On November 7, anthropologist and historian Lilia Moritz Schwarcz offered a talk entitled, “Lima Barreto: A sad visionary in Brazil at the beginning of the XX century” as part of the Council on Latin American and Iberian Studies Lunchtime Colloquia. Professor Schwarcz is a Professor of Anthropology at the University of Sao Paulo and a Visiting Professor of Anthropology at Princeton University. Her talk gave listeners a taste of the content of her recent publication Lima Barreto: Triste Visionário, published in 2017 by Companhia das Letras (Sao Paulo).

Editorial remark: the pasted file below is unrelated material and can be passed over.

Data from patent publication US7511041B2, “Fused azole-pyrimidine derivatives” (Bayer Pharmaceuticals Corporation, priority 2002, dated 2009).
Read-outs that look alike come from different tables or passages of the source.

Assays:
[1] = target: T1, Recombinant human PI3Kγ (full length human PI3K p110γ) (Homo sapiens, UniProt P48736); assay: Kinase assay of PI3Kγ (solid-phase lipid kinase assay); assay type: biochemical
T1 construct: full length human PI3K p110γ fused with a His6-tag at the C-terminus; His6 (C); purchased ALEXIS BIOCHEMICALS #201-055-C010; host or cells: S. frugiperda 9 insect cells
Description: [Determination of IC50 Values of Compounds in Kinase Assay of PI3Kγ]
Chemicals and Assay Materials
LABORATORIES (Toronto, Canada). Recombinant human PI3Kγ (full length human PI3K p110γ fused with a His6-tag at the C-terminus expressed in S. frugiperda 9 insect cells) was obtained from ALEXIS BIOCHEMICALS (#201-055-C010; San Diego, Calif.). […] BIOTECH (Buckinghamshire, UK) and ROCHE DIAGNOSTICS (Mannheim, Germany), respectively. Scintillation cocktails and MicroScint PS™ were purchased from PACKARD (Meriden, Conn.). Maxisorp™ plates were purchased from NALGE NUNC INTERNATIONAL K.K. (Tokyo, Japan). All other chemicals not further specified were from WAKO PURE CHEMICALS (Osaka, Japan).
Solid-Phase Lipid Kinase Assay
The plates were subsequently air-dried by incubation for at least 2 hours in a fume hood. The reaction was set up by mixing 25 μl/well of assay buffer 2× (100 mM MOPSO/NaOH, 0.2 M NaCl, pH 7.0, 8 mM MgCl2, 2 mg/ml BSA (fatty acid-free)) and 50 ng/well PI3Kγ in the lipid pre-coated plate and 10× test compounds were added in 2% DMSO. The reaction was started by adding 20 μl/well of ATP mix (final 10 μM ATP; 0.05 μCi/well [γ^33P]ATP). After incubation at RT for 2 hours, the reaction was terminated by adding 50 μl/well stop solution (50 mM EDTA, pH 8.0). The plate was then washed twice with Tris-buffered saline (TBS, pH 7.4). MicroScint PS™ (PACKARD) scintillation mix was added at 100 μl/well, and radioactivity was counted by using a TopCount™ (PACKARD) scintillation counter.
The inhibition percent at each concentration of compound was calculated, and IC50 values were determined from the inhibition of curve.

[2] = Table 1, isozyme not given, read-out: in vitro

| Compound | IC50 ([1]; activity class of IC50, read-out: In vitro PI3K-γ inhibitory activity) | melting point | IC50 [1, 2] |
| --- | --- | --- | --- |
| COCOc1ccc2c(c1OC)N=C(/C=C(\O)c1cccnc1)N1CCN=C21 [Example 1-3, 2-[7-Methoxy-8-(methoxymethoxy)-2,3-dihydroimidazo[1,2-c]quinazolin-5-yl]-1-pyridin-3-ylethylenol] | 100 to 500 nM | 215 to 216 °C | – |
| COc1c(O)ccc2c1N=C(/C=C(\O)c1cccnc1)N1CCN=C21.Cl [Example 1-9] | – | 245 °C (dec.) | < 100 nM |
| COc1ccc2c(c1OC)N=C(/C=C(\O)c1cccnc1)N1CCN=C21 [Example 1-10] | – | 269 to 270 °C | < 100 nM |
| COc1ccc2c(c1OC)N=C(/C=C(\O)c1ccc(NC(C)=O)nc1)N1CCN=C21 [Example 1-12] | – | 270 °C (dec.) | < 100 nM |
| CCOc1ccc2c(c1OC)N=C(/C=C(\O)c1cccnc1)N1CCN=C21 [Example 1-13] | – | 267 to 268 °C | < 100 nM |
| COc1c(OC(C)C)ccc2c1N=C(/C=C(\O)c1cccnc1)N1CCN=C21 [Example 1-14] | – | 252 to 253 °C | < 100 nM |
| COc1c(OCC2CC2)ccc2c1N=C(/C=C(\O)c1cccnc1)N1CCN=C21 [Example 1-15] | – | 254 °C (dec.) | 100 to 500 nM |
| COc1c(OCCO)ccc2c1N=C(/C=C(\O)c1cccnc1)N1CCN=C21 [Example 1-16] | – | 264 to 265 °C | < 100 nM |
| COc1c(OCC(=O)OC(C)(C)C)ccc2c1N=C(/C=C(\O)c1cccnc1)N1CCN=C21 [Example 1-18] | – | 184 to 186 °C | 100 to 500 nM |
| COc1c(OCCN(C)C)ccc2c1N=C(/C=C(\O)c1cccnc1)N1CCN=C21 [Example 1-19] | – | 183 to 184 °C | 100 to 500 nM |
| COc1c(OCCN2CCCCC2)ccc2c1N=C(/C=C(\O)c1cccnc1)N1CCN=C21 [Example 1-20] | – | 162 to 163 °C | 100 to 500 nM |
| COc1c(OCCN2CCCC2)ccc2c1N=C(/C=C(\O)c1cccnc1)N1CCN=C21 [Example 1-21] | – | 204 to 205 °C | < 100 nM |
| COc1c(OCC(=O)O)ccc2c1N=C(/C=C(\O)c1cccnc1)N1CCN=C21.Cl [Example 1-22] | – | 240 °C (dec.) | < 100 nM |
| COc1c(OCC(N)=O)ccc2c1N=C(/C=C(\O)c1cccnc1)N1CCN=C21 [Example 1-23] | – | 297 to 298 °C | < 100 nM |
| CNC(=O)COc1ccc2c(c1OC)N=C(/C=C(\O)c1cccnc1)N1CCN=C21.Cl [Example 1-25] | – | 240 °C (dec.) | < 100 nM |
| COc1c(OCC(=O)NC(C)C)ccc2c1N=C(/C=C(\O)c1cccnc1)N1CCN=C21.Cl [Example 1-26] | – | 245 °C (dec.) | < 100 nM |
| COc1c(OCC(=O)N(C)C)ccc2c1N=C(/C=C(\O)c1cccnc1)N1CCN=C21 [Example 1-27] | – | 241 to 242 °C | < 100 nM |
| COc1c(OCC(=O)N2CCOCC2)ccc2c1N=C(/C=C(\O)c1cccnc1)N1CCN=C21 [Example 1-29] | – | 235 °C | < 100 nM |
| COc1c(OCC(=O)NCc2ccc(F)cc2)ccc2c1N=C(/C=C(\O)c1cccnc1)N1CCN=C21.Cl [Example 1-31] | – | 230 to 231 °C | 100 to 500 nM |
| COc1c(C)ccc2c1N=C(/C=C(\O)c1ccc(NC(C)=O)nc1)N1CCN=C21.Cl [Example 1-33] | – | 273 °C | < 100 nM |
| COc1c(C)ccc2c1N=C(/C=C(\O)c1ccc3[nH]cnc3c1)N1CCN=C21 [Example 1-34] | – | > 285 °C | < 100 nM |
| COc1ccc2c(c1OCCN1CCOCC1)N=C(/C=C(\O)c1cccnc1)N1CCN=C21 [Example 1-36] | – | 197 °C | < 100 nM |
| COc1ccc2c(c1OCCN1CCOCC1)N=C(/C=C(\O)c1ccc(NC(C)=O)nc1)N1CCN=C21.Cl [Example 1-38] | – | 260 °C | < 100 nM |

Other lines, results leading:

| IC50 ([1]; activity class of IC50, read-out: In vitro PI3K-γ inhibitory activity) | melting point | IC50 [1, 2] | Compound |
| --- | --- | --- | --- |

Afonso Henriques de Lima Barreto (1881-1922) was an Afro-Brazilian writer whose prescient critiques of Brazil’s structural racism and supposed “racial democracy” still have resonance today. His writings attempt to break apart the social Darwinism and racial determinism reigning in Brazil at the beginning of the 20th century. As Professor Schwarcz explained, the Portuguese word triste has two connotations, and Lima Barreto was both: he was sad, yes, but also persistent and stubborn.